Disneyland shuts down 2 cooling towers after Legionnaires' disease sickens park visitors

Faith Castro
November 12, 2017

Disneyland shut down two of their cooling towers after multiple cases of Legionnaires' disease was found in park visitors.

"On November 3, 2017, Disney reported to HCA that records provided by a contractor indicated that (as part of their quarterly, routine testing) elevated levels of Legionella had been identified in (two of 18) cooling towers on October 2, 2017 and treated/disinfected by the contractor on October 4, 2017". Disney independently chose to take the towers out of operation the day before, Good said.

The chief medical officer for Walt Disney Parks and Resorts, Pamela Hymel, said in a written statement that after learning of the Legionnaires cases, park officials ordered the cooling towers treated with chemicals to destroy the bacteria and shut them down. Disney took the towers out of service on November 1, performed more testing and disinfection, and brought them back into service on November 5.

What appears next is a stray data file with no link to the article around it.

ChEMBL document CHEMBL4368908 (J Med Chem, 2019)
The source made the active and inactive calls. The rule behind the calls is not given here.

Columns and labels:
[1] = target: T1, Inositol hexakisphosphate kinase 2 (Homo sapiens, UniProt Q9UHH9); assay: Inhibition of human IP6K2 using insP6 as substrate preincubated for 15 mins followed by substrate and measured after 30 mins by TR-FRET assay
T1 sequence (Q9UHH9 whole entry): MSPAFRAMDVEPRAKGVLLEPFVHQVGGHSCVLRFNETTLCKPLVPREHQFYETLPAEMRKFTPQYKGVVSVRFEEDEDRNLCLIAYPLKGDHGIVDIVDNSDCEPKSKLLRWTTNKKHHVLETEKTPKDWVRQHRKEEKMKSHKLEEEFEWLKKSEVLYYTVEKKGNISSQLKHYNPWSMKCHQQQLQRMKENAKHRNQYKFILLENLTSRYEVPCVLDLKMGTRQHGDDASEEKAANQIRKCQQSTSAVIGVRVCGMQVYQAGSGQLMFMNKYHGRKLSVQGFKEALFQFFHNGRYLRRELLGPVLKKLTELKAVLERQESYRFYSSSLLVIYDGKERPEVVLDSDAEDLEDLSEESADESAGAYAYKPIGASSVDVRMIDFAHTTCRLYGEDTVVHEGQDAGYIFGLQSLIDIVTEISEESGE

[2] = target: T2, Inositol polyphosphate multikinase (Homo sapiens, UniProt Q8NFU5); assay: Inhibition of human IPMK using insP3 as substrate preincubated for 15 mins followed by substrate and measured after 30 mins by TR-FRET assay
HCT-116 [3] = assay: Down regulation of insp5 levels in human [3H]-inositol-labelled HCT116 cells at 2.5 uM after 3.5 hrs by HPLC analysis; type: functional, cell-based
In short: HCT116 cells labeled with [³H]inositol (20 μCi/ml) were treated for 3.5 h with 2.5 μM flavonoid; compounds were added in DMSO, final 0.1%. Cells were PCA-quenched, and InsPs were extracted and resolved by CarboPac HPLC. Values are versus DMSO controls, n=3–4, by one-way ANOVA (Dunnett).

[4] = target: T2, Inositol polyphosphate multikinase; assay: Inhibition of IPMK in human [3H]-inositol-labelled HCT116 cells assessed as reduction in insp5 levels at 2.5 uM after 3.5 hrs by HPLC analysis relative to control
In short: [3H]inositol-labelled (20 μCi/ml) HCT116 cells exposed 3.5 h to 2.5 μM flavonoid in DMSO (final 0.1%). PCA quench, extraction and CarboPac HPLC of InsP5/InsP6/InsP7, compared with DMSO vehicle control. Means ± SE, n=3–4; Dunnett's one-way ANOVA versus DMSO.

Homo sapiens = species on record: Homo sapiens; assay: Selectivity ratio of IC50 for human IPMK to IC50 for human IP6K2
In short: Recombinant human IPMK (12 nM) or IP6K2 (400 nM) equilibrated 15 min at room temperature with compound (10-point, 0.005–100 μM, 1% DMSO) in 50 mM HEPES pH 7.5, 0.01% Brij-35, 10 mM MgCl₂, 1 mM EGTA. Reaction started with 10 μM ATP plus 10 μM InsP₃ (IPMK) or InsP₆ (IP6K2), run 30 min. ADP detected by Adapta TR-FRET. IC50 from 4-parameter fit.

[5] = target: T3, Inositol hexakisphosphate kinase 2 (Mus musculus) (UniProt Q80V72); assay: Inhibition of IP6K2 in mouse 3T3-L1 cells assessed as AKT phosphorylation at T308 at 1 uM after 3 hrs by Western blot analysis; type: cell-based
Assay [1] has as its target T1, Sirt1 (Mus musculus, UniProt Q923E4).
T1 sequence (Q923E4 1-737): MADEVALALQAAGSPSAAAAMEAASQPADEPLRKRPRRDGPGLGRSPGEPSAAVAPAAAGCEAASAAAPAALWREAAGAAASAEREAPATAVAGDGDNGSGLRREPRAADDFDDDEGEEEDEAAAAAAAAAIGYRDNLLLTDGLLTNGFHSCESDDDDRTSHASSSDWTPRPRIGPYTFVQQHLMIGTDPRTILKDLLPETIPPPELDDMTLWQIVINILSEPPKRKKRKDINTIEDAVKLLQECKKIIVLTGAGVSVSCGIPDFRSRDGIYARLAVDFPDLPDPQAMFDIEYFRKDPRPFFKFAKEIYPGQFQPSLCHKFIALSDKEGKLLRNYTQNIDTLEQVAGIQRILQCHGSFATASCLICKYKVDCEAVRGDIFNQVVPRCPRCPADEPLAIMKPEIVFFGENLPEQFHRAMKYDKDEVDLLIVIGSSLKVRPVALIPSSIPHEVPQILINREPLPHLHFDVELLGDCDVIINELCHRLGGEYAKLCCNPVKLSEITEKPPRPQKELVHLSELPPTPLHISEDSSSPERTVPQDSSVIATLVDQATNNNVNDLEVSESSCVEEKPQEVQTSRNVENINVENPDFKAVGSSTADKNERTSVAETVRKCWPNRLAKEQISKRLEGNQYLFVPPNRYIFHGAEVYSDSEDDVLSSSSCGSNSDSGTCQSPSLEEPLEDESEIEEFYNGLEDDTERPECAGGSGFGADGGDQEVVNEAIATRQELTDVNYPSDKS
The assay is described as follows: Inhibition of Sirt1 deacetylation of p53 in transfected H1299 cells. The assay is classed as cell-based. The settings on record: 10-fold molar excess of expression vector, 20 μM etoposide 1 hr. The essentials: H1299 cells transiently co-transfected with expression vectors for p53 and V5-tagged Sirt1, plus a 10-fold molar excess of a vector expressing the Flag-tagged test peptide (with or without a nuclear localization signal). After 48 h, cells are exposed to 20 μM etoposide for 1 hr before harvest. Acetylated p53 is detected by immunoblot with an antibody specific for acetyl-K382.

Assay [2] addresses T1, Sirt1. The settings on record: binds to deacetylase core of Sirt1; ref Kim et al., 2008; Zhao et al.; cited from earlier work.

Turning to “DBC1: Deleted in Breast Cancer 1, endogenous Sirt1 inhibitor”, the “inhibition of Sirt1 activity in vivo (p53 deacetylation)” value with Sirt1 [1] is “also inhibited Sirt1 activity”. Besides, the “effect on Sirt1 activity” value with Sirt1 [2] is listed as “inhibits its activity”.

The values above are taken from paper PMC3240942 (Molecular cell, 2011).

Test results for the towers could take up to two weeks.

Jessica Good, a spokeswoman for the OC Health Care Agency, told the newspaper on Friday that 12 people, ages 52 to 94, were diagnosed with Legionnaires' disease. One person, who had not visited Disneyland, died from the disease.

OCHCA said the Legionnaires' disease exposure period in Anaheim was September 12-27.

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"On Oct. 27, we learned from the Orange County Health Care Agency of increased Legionnaires' disease cases in Anaheim".

There is no known ongoing risk associated with the outbreak, according to Good.

Legionellosis refers to illness caused by Legionella bacteria and usually results from exposure to contaminated water aerosols or from aspirating contaminated water. It is spread by mist from contaminated water.

Symptoms develop 2 to 10 days after exposure, the OCHCA said, and include fever, chills, cough, muscle aches, and headaches.

Treatment includes antibiotics, though hospitalization may be needed for older patients. It typically strikes the elderly and people with compromised immune systems, and can be fatal, according to the Mayo Clinic.

Other reports by LeisureTravelAid

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